Expectations poured down on Gerrit Cole unlike few Major League Baseball draftees before him. 

That tends to happen when you have a triple-digit fastball, are picked first overall and sign for an $8 million bonus, the highest ever in MLB draft history.

The only job that followed for Cole was living up to the hype. Billing it was the easy part. Fulfilling it, that would take some professional seasoning.

Now, nearly four years after the Pittsburgh Pirates selected Cole with their No. 1 overall pick in the 2011 draft, the right-hander is emerging as the ace the franchise envisioned him becoming when they handed over that record-setting check.

Cole, through his first six starts this season, is 4-1 with a 2.27 ERA, a 2.63 FIP and is striking out 9.84 hitters a game, his highest rate as a major leaguer. He is also stranding baserunners 78.5 percent of the time—the league average is 72.9—and his 0.9 WAR, per FanGraphs, is up there with names like Max Scherzer, Zack Greinke, Jon Lester, Clayton Kershaw and Matt Harvey.

Cole’s 95.3 mph average fastball velocity ranks second in the National League to Harvey, proving he is learning to pitch while not completely sacrificing his heat.

He was also named the National League Pitcher of the Month for April.

“He’s so talented, but works very hard to perfect his craft,” Pirates general manager Neal Huntington told Stephen J. Nesbitt of the Pittsburgh Post-Gazette. “He is focused on being excellent. Not on being good or being a big leaguer. His focus is excelling. His focus is on being elite.” 

After a pair of so-so seasons with the Pirates, Cole is flashing that kind of ability. Over 41 starts in his first two seasons, the UCLA product had a respectable 3.45 ERA and 3.09 FIP, but his 105 ERA-plus rated him as barely above league average.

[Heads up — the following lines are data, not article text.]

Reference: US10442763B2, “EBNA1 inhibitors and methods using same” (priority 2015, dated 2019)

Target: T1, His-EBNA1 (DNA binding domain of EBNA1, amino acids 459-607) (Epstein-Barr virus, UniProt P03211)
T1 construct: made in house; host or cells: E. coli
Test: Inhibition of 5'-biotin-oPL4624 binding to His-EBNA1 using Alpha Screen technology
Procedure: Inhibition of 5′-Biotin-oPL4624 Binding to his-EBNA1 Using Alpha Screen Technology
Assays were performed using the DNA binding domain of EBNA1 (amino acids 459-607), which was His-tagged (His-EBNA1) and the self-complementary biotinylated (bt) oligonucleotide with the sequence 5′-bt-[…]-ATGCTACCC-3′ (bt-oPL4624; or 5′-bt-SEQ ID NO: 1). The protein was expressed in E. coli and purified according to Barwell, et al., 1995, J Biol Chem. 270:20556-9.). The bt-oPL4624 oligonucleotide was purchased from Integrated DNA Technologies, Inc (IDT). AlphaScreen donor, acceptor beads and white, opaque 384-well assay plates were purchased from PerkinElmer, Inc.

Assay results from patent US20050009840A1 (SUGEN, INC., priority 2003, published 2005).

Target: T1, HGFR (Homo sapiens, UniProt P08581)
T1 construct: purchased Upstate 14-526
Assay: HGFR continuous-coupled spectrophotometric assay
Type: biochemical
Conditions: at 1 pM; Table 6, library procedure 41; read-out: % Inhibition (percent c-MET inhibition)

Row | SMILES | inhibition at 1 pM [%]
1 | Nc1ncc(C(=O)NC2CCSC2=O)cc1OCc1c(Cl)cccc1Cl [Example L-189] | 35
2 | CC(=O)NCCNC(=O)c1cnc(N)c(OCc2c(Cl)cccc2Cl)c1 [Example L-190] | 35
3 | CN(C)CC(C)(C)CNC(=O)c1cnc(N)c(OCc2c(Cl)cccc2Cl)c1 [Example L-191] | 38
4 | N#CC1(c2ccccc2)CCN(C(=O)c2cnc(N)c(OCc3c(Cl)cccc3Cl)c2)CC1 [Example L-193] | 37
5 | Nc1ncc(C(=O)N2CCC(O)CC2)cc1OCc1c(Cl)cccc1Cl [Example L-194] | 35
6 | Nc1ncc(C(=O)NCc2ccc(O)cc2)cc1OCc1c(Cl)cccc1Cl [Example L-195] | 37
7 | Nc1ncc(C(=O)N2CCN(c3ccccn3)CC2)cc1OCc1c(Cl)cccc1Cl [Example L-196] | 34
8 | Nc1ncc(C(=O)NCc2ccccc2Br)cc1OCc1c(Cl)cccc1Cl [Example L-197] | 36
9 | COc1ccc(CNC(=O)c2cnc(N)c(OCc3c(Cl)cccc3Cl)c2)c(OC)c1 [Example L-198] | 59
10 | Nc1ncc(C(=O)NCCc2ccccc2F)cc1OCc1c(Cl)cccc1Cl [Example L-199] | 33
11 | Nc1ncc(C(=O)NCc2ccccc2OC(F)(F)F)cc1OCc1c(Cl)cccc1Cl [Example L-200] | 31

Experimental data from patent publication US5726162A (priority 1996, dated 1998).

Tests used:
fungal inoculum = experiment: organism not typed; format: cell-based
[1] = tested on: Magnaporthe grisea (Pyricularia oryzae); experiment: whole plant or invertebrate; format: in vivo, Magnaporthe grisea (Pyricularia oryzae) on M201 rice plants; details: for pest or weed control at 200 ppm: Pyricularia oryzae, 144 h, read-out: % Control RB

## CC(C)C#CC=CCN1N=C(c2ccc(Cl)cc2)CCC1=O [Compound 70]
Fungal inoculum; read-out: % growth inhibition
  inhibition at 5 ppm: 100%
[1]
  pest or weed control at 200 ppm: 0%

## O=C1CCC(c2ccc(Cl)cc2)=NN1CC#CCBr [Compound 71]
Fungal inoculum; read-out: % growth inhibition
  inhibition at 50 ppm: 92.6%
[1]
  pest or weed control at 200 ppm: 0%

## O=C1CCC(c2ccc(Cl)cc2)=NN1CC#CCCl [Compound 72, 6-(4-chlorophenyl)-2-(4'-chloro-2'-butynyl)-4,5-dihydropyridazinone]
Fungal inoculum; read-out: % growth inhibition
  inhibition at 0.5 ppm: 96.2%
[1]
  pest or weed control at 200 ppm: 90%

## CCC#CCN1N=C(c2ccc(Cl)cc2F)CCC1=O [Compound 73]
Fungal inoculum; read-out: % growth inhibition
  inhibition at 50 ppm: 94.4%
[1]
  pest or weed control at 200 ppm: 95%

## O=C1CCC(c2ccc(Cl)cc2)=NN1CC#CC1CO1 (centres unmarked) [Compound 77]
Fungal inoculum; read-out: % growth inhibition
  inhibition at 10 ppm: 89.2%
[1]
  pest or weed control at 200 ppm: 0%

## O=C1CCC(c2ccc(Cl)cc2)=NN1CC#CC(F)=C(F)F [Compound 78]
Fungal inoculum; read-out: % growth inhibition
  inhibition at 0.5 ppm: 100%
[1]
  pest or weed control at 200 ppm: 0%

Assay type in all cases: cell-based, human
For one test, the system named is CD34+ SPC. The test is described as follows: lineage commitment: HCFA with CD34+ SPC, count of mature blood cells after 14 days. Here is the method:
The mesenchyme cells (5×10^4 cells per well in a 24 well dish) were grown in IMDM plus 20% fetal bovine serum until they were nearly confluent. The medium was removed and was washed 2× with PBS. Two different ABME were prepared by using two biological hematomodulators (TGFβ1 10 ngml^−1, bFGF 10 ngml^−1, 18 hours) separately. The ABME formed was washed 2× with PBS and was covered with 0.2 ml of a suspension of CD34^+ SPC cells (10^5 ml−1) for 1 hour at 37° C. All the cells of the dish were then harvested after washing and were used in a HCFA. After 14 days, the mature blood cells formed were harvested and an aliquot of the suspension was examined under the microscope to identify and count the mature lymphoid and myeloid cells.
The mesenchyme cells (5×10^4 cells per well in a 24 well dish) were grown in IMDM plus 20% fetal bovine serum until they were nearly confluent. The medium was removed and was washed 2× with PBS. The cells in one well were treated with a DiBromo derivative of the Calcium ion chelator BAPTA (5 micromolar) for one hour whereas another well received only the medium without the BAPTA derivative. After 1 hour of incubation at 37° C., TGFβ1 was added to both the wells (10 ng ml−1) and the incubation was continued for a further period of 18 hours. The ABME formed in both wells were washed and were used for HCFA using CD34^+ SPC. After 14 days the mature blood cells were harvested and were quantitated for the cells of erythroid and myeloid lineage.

This season, things have changed for Cole, starting with his command and pitch selection. His percentage of first-pitch strikes has jumped up 7.2 percent from last season, and while his fastball velocity is slightly lower than it has ever been in the big leagues, he is throwing it more (69.6 percent compared to 66.7 last season), according to Baseball Info Solutions.

FanGraphs also tells us that Cole is getting hitters to swing at more of his pitches (47.8 in 2015 compared to 45 last year) and they are making less contact (76.8 compared to 78.3). His swinging-strike rate is also up to nearly 11 percent from 9.5 percent last season. Cole’s slider has also found a new gear, and his command of it is good enough to throw in any count. 

For a power pitcher whose success is connected to his ability to strikeout hitters, these jumps are indicative of his newfound success.

“His fastball actually got stronger as the game went on,” Arizona Diamondbacks slugger Mark Trumbo told The Arizona Republic’s Nick Piecoro two weeks ago after Cole pitched pitched 7.2 innings against them and gave up one run. “It’s a hard, boring one. It gets in on right-handers quite a bit and stays off the sweet part of the bat, at least. And a real good slider, a good swing-and-miss pitch late in the count.”

This kind of steady dominance is giving the Pirates a weapon that has foiled them in the postseason and one that several other National League teams possess—an ace.

Adam Wainwright twice dominated the Pirates in the 2013 postseason, and last season Madison Bumgarner threw a complete-game shutout against them in the NL Wild Card Game. And with Jon Lester and Johnny Cueto in Pittsburgh’s division, the Pirates tend to run into aces all over the place.

Cole’s emergence could be the vehicle with which to overcome those roadblocks. While the Pirates have had quality starters over their last two postseason runs—Francisco Liriano, Edinson Volquez, Vance Worley—they have lacked a shutdown ace, a pitcher who can go out and match an opposing team’s No. 1 inning for inning.

These changes and developments in Cole’s game are the evolution of a young pitcher emerging into an elite player. So far this season, he is producing the results the Pirates believed he would when they drafted him and plopped $8 million on the table.

The franchise has had four No. 1 overall picks in its history, and before Cole it took Kris Benson in 1996 and Bryan Bullington in 2002—infielder Jeff King was drafted first overall in 1986. Neither pitcher lived up to the hype or pressure. Cole is on his way to changing that trend.

“It’s time for him just to take the ball and go,” Pirates manager Clint Hurdle told reporters. “He’ll write his own story along the way.”

If this season is an indicator, it could have a fairy-tale ending.


All quotes, unless otherwise specified, have been acquired firsthand by Anthony Witrado. Follow Anthony on Twitter @awitrado and talk baseball here.

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